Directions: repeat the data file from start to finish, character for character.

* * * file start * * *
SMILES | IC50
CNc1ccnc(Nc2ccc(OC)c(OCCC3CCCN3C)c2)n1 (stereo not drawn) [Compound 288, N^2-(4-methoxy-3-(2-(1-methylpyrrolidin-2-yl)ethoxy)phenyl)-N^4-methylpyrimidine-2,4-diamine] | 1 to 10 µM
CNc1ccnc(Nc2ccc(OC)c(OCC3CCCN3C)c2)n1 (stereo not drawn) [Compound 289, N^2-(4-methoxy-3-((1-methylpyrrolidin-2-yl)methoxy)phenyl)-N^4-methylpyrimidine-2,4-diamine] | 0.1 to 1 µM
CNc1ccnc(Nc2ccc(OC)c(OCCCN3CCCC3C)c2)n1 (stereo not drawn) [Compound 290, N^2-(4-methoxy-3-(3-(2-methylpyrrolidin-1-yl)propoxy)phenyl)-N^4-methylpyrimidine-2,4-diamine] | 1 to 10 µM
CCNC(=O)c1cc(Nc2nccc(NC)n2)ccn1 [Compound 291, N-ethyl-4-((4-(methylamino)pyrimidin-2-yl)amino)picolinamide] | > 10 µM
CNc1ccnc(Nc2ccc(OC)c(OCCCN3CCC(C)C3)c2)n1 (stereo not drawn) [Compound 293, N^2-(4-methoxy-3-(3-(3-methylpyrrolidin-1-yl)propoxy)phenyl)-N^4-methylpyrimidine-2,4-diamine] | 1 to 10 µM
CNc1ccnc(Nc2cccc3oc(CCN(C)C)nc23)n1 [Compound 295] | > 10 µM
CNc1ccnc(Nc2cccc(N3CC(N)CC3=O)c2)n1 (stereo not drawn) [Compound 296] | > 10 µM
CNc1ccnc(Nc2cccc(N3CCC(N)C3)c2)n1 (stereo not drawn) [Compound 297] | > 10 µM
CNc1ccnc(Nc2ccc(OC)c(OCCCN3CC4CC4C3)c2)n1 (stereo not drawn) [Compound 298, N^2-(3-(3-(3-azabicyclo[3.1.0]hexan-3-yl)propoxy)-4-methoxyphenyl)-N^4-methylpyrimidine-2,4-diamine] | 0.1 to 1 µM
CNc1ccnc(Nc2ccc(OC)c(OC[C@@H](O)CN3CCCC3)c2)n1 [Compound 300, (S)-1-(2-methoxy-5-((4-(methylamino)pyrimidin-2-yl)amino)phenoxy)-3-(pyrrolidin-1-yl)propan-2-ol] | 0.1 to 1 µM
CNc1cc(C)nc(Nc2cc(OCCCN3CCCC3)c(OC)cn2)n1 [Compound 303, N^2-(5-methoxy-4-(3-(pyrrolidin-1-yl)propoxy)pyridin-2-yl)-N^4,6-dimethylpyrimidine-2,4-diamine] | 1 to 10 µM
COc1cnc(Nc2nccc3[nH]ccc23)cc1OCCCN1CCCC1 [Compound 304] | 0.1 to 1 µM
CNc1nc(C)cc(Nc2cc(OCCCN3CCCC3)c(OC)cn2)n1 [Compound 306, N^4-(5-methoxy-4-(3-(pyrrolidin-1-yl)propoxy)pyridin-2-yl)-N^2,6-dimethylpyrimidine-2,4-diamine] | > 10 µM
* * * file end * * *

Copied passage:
SMILES | IC50
CNc1ccnc(Nc2ccc(OC)c(OCCC3CCCN3C)c2)n1 (stereo not drawn) [Compound 288, N^2-(4-methoxy-3-(2-(1-methylpyrrolidin-2-yl)ethoxy)phenyl)-N^4-methylpyrimidine-2,4-diamine] | 1 to 10 µM
CNc1ccnc(Nc2ccc(OC)c(OCC3CCCN3C)c2)n1 (stereo not drawn) [Compound 289, N^2-(4-methoxy-3-((1-methylpyrrolidin-2-yl)methoxy)phenyl)-N^4-methylpyrimidine-2,4-diamine] | 0.1 to 1 µM
CNc1ccnc(Nc2ccc(OC)c(OCCCN3CCCC3C)c2)n1 (stereo not drawn) [Compound 290, N^2-(4-methoxy-3-(3-(2-methylpyrrolidin-1-yl)propoxy)phenyl)-N^4-methylpyrimidine-2,4-diamine] | 1 to 10 µM
CCNC(=O)c1cc(Nc2nccc(NC)n2)ccn1 [Compound 291, N-ethyl-4-((4-(methylamino)pyrimidin-2-yl)amino)picolinamide] | > 10 µM
CNc1ccnc(Nc2ccc(OC)c(OCCCN3CCC(C)C3)c2)n1 (stereo not drawn) [Compound 293, N^2-(4-methoxy-3-(3-(3-methylpyrrolidin-1-yl)propoxy)phenyl)-N^4-methylpyrimidine-2,4-diamine] | 1 to 10 µM
CNc1ccnc(Nc2cccc3oc(CCN(C)C)nc23)n1 [Compound 295] | > 10 µM
CNc1ccnc(Nc2cccc(N3CC(N)CC3=O)c2)n1 (stereo not drawn) [Compound 296] | > 10 µM
CNc1ccnc(Nc2cccc(N3CCC(N)C3)c2)n1 (stereo not drawn) [Compound 297] | > 10 µM
CNc1ccnc(Nc2ccc(OC)c(OCCCN3CC4CC4C3)c2)n1 (stereo not drawn) [Compound 298, N^2-(3-(3-(3-azabicyclo[3.1.0]hexan-3-yl)propoxy)-4-methoxyphenyl)-N^4-methylpyrimidine-2,4-diamine] | 0.1 to 1 µM
CNc1ccnc(Nc2ccc(OC)c(OC[C@@H](O)CN3CCCC3)c2)n1 [Compound 300, (S)-1-(2-methoxy-5-((4-(methylamino)pyrimidin-2-yl)amino)phenoxy)-3-(pyrrolidin-1-yl)propan-2-ol] | 0.1 to 1 µM
CNc1cc(C)nc(Nc2cc(OCCCN3CCCC3)c(OC)cn2)n1 [Compound 303, N^2-(5-methoxy-4-(3-(pyrrolidin-1-yl)propoxy)pyridin-2-yl)-N^4,6-dimethylpyrimidine-2,4-diamine] | 1 to 10 µM
COc1cnc(Nc2nccc3[nH]ccc23)cc1OCCCN1CCCC1 [Compound 304] | 0.1 to 1 µM
CNc1nc(C)cc(Nc2cc(OCCCN3CCCC3)c(OC)cn2)n1 [Compound 306, N^4-(5-methoxy-4-(3-(pyrrolidin-1-yl)propoxy)pyridin-2-yl)-N^2,6-dimethylpyrimidine-2,4-diamine] | > 10 µM